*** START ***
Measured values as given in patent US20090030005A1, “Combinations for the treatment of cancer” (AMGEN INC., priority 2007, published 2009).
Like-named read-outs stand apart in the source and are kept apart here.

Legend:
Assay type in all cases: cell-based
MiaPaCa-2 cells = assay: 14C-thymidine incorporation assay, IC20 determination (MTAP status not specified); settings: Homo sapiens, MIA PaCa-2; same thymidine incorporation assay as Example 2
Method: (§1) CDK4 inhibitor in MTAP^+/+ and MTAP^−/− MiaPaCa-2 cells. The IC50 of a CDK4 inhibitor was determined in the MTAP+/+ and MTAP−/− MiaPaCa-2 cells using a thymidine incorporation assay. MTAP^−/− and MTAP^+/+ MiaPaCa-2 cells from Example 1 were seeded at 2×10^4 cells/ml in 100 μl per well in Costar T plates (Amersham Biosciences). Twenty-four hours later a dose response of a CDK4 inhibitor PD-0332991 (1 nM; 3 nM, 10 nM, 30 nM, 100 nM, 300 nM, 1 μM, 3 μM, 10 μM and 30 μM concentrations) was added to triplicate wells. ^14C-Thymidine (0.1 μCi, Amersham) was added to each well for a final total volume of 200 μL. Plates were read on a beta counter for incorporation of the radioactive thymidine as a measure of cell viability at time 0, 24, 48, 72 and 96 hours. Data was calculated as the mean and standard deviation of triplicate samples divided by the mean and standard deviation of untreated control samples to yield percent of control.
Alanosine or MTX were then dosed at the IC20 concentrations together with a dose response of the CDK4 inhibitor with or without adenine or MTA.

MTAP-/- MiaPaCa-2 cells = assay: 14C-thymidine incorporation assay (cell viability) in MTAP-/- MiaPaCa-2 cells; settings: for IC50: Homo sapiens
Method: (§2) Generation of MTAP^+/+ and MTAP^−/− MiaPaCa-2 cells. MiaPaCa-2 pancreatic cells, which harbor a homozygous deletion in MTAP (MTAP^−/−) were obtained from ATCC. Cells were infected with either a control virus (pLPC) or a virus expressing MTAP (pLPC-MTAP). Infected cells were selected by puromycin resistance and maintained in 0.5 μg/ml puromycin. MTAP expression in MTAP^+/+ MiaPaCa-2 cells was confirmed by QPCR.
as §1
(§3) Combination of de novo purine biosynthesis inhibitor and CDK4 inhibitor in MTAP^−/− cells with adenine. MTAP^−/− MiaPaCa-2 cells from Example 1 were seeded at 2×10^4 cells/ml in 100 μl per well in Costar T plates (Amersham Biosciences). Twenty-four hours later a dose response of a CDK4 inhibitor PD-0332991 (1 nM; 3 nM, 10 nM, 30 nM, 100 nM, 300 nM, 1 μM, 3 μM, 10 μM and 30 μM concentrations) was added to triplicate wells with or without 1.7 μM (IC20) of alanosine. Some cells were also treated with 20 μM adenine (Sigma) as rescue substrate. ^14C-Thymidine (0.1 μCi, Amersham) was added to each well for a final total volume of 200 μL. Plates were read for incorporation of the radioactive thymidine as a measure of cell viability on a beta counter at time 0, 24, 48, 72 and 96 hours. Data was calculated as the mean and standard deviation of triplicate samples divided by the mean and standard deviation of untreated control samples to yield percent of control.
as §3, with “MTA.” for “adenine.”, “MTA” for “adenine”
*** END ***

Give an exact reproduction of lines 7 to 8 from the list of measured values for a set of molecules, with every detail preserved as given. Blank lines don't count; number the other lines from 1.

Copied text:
Alanosine or MTX were then dosed at the IC20 concentrations together with a dose response of the CDK4 inhibitor with or without adenine or MTA.

MTAP-/- MiaPaCa-2 cells = assay: 14C-thymidine incorporation assay (cell viability) in MTAP-/- MiaPaCa-2 cells; settings: for IC50: Homo sapiens